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San Diego Transit Stations Get Poor Grades

Photo credit: Metropolitan Transit System

People are shown walking into a low-floor trolley on Jan. 27, 2015.

A new report looks at how well California's transit stations serve their communities and San Diego's stations rank below their peers in other large California cities.

San Diego's transit stations got a poor review in a statewide survey measuring how well the stations encourage ridership.

The report from the non-partisan group Next 10 finds the local transit station system doesn't do a good job of serving neighborhoods that can exploit transit.

The study examined how transit stations serve people and communities. Stations that serve walkable communities with lots of nearby homes and businesses got the best scores, according to the report.

Busy transit hubs mean a neighborhood is vibrant and the system is taking in more money.

"There's a huge market demand for these kind of communities. And I think the real challenge is our policy makers are not putting in place the kinds of policies to allow this type of development to take place," said Ethan Elkind, associate director of the Climate Change and Business program at the UC Berkeley Center for Law, Energy and the Environment.

San Diego's 12th and Imperial Transit Center and the Civic Center stop got the region's best score, according to the study, but most of the region's transit centers scored poorly. Eight stations got failing marks. That includes the Gillespie Field Station, which got the lowest marks of any transit station in the state. It is located in a car-dependent area.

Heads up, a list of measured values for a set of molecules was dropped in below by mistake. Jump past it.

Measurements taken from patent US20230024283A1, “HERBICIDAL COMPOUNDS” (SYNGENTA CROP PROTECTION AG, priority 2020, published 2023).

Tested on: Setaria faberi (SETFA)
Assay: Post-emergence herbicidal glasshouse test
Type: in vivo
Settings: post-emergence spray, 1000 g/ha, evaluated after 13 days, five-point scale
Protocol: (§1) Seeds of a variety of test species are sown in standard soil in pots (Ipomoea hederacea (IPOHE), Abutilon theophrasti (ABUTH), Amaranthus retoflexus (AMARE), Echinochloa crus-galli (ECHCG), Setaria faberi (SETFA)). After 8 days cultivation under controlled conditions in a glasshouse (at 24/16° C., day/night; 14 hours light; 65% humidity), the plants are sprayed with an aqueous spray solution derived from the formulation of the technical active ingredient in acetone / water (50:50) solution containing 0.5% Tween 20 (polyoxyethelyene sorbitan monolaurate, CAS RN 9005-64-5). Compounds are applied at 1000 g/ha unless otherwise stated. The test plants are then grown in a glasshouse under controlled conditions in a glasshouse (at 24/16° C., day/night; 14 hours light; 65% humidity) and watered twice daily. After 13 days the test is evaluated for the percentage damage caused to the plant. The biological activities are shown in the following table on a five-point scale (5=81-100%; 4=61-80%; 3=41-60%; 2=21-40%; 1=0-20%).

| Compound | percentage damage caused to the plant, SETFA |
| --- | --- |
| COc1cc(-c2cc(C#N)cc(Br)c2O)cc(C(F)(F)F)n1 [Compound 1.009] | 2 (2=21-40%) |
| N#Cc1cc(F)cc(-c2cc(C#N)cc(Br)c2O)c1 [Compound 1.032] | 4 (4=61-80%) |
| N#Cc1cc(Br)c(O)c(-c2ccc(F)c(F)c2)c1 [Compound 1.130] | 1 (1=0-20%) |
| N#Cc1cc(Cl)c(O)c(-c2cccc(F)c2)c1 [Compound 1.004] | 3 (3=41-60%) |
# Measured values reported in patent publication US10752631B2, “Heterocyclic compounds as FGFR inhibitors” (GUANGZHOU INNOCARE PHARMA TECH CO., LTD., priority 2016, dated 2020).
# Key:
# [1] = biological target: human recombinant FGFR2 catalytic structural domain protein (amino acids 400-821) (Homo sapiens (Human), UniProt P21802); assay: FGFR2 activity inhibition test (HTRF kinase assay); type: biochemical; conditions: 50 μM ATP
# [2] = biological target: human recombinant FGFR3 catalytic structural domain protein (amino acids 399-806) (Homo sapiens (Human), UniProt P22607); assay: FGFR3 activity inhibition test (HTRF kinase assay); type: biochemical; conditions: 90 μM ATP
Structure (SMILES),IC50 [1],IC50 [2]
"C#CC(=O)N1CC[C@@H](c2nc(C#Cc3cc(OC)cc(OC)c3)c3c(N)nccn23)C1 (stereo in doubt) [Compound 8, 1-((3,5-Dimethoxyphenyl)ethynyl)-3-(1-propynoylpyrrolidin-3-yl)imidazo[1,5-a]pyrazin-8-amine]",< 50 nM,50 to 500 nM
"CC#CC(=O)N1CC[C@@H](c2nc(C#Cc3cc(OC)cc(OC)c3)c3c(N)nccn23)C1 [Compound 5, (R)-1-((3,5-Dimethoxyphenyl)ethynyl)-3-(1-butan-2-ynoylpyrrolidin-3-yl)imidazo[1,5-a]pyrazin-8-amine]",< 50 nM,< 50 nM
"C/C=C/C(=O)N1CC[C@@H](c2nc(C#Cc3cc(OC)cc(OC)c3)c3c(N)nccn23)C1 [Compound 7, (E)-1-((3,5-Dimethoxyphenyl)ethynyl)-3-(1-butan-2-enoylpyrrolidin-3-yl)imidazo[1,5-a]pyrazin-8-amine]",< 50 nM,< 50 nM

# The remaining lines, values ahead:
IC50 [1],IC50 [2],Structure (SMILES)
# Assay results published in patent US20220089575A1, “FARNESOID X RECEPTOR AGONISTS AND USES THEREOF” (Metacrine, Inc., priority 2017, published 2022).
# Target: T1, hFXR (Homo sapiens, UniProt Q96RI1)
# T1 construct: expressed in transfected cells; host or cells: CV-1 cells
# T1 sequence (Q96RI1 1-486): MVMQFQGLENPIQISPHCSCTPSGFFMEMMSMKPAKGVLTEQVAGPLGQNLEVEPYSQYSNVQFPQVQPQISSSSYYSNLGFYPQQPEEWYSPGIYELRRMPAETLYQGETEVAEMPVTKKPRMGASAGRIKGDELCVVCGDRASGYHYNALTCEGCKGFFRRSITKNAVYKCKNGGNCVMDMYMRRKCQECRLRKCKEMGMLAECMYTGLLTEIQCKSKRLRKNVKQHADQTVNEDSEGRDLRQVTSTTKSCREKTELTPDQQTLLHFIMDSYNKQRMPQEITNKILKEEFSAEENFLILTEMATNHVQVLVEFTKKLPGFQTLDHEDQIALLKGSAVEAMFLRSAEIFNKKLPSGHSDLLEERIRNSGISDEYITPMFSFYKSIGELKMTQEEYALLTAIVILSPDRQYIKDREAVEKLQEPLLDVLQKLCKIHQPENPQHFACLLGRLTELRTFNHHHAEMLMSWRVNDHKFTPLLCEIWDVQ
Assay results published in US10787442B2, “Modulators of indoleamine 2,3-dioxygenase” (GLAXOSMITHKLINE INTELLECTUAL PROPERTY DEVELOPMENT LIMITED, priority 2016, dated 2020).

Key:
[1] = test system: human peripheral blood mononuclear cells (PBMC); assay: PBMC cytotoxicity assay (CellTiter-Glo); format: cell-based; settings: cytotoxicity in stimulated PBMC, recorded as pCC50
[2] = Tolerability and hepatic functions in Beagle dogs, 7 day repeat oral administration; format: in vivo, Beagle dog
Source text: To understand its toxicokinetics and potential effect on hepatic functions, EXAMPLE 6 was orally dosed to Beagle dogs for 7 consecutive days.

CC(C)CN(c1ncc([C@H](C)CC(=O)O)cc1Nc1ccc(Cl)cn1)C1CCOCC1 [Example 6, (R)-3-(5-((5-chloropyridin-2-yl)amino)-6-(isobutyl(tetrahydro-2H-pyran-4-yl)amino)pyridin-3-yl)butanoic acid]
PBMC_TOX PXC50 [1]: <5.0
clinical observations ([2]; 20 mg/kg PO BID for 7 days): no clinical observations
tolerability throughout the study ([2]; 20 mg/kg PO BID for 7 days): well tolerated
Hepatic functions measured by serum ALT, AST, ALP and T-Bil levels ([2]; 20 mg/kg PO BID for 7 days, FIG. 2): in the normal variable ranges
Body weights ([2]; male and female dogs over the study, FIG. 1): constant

"So the challenge, as the data shows in San Diego, is you don't have a lot people within the half mile area who are using transit," Elkind said. "You don't have a lot of walkable neighborhoods in that half mile radius. And you don't have a lot of jobs and homes that are really clustered around the rail transit network."

The highest local grade among the region's 57 stations was a B. The average grade for the region was C minus.

The Metropolitan Transit System released a statement that said the scorecard was narrow in scope, designed to support high-density neighborhoods and transit-oriented development. The criteria used is largely outside the control of MTS, according to the agency.

The statement pointed out that an all-time high of more than 40 million passenger trips were logged on the trolley in the fiscal year completed June 30.

City News Service contributed to this report.


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Photo of Erik Anderson

Erik Anderson
Environment Reporter

opening quote marksclosing quote marksI focus on the environment and all the implications that a changing or challenging environment has for life in Southern California. That includes climate change, endangered species, habitat, urbanization, pollution and many other topics.

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